Monday, October 15, 2007
If you have a good ear, you probably already know about The Rule of Three. You may even be employing it in your legal writing without realizing you're doing so. I recently read about it in an article thus entitled, by Elliott Wilcox, in the New York State Bar Association Journal's September 2007 edition. Wilcox uses classic examples to remind us how effective a rhetorical device the triple repetition of a phrase, pattern, or rhyme scheme can be:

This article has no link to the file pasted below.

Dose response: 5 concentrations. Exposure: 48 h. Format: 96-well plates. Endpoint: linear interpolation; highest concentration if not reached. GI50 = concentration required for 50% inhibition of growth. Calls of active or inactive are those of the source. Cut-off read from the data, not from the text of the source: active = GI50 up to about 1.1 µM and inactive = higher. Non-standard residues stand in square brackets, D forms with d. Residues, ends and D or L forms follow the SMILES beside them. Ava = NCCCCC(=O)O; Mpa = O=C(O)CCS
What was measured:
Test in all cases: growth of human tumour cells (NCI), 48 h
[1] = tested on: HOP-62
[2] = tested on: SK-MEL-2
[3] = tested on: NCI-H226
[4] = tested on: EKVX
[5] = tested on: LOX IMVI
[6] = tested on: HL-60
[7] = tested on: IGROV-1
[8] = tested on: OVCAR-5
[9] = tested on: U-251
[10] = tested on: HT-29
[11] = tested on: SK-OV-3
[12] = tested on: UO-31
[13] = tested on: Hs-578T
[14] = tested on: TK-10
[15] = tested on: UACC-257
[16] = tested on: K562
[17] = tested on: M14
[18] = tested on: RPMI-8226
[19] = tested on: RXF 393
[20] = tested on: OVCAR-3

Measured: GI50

"Friend, Romans, countrymen, ...."
"I came, I saw, I conquered."
"Life, liberty, and the pursuit of happiness."
"Snap, Crackle, Pop."
He also explain how comedians use the rule of three, twisting the third element to give us something unexpected and humorous. And he advises that if you find yourself with two or four items or examples, you need to do some adding or subtracting, to arrive at the magic three items in a list that your audience, whether in writing or speaking, will find persuasive and memorable.